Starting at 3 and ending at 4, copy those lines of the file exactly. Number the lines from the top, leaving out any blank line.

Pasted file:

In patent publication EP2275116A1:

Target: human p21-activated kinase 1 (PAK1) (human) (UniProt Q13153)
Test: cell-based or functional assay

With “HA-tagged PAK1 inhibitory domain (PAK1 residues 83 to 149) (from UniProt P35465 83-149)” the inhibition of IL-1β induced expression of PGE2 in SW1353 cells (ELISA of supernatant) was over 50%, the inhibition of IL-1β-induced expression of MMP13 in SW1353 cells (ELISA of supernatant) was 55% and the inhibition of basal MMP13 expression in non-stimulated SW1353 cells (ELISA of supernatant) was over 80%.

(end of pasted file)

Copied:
Test: cell-based or functional assay

With “HA-tagged PAK1 inhibitory domain (PAK1 residues 83 to 149) (from UniProt P35465 83-149)” the inhibition of IL-1β induced expression of PGE2 in SW1353 cells (ELISA of supernatant) was over 50%, the inhibition of IL-1β-induced expression of MMP13 in SW1353 cells (ELISA of supernatant) was 55% and the inhibition of basal MMP13 expression in non-stimulated SW1353 cells (ELISA of supernatant) was over 80%.